We returned to the house for some first aid for the owner and I took the dog for a walk but this time I placed the lead in my right hand so my left hand I used for guiding the dog and giving praise. I do not like this method and neither do the dogs. You can see this in their faces.
The correct way of using a chocker is to only use quick short jerking movements not the heavy jerks where you may have seen dogs doing summersaults. Guiding with your left hand you can encourage the dog to be by your side with any error needing a quick tug on the lead followed by the correct position and praise. With this method, this had the dog walking by my side perfectly within a few minutes but for me I knew it only did this because of fear of my use of the chocker rather than in pleasure. I continued our walk for a further twenty minuets so I could then give it lots of praise and try to reduce its fear of the chocker and of me.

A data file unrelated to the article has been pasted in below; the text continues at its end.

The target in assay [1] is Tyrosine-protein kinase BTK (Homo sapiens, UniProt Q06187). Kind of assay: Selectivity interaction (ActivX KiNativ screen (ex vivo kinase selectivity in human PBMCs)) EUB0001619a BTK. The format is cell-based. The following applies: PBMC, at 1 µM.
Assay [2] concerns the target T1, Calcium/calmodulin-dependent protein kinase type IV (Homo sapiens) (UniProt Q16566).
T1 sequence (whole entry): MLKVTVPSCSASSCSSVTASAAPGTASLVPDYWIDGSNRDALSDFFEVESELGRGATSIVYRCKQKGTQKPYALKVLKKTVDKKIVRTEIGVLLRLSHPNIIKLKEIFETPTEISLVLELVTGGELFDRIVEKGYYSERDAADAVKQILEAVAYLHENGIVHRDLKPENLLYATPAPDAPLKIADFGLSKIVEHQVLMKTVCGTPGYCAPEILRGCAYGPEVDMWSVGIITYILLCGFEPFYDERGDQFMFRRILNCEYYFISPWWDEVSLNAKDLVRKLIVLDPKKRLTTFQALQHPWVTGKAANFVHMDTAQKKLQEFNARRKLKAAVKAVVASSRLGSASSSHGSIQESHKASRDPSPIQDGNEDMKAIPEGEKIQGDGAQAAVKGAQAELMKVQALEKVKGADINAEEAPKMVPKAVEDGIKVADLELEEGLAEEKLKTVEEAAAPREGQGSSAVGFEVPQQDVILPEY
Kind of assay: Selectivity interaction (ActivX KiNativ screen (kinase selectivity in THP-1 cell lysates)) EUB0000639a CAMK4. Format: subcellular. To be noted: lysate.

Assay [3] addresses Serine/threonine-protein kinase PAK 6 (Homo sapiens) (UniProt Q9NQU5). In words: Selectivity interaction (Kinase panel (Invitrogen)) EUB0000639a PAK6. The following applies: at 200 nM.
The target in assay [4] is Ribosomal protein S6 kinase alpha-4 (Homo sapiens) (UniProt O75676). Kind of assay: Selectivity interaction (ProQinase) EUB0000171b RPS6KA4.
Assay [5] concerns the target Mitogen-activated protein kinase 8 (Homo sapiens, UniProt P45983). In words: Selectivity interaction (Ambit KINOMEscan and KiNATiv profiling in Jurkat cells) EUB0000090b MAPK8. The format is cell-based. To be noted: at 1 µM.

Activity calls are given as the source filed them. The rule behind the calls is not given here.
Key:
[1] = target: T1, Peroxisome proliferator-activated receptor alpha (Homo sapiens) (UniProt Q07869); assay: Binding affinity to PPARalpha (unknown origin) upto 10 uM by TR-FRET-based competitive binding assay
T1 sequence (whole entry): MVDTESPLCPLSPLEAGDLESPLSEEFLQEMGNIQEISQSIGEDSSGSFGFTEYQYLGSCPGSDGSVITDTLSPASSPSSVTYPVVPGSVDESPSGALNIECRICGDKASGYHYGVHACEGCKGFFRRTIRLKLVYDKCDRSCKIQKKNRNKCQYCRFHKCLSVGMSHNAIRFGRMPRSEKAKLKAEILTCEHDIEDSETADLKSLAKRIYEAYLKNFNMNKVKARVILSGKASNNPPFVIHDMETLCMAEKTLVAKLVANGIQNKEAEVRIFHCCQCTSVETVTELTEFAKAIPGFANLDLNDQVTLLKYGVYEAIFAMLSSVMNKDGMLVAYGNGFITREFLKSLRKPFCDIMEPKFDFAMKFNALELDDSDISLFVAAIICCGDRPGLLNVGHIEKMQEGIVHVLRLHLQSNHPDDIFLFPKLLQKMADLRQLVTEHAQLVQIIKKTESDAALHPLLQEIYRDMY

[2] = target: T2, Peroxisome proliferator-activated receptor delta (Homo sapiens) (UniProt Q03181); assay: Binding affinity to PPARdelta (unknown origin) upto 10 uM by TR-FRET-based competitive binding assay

In my early days this is the method taught to most dog trainers, me included, but I do not like it. The problem here was we needed a quick solution to avoid any further mishaps.
The problem with me training the owner’s dog is that the owner has not acquired the required skills to keep correcting the dog after I have gone. Usually within a few weeks, the dog manages to retrain the owner and goes back to how things were.
The solution to this was for the owner to purchase a Roger Mugford Halti collar. This maintains control by using a slip lead round the dogs muzzle rather than round its neck. This is a very strong dominant signal from the owner to their dog. You may have seen dominant dogs hold a subordinate dog by the muzzle with their jaws.